Monday February 7, 2011 the Dews family was interviewed and photographed by Casey Templeton for a audio diary and interent article which bring a spotlight on Sickle Cell and the families story. I will provide an update when the article is released.
Sickle cell disease is an inherited blood disorder that affects red blood cells. People with sickle cell disease have red blood cells that contain mostly hemoglobin* S, an abnormal type of hemoglobin. Sometimes these red blood cells become sickle-shaped (crescent shaped) and have difficulty passing through small blood vessels.
People with sickle cell conditions make a different form of hemoglobin A called hemoglobin S (S stands for sickle). Red blood cells containing mostly hemoglobin S do not live as long as normal red blood cells (normally about 16 days). They also become stiff, distorted in shape and have difficulty passing through the body’s small blood vessels. When sickle-shaped cells block small blood vessels, less blood can reach that part of the body. Tissue that does not receive a normal blood flow eventually becomes damaged. This is what causes the complications of sickle cell disease.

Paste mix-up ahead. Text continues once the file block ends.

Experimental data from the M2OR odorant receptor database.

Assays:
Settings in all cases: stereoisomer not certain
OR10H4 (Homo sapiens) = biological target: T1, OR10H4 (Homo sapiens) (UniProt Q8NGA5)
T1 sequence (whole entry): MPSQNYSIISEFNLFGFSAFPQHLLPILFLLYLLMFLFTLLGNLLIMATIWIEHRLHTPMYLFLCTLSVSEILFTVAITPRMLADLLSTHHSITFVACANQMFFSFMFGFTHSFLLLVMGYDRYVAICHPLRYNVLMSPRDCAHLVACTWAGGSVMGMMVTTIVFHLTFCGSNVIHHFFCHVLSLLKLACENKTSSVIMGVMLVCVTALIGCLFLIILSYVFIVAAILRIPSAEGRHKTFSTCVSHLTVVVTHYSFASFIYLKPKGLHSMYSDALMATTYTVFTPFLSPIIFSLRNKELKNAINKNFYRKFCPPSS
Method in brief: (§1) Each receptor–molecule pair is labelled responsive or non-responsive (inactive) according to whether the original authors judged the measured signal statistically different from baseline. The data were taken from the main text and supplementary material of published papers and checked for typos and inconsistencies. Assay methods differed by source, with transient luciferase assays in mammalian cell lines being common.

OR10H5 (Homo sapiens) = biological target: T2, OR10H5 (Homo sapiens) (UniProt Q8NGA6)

What is Hemoglobin?
Hemoglobin – is the main substance of the red blood cell. It helps red blood cells carry oxygen from the air in our lungs to all parts of the body. Normal red blood cells contain hemoglobin A. Hemoglobin S and hemoglobin C are abnormal types of hemoglobin. Normal red blood cells are soft and round and can squeeze through tiny blood tubes (vessels). Normally, red blood cells live for about 120 days before new ones replace them.
More Information on Sickle Cell
When sickle-shaped cells block small blood vessels, less blood can reach that part of the body. Tissue that does not receive a normal blood flow eventually becomes damaged. This is what causes the complications of sickle cell disease. There is currently no universal cure for sickle cell disease.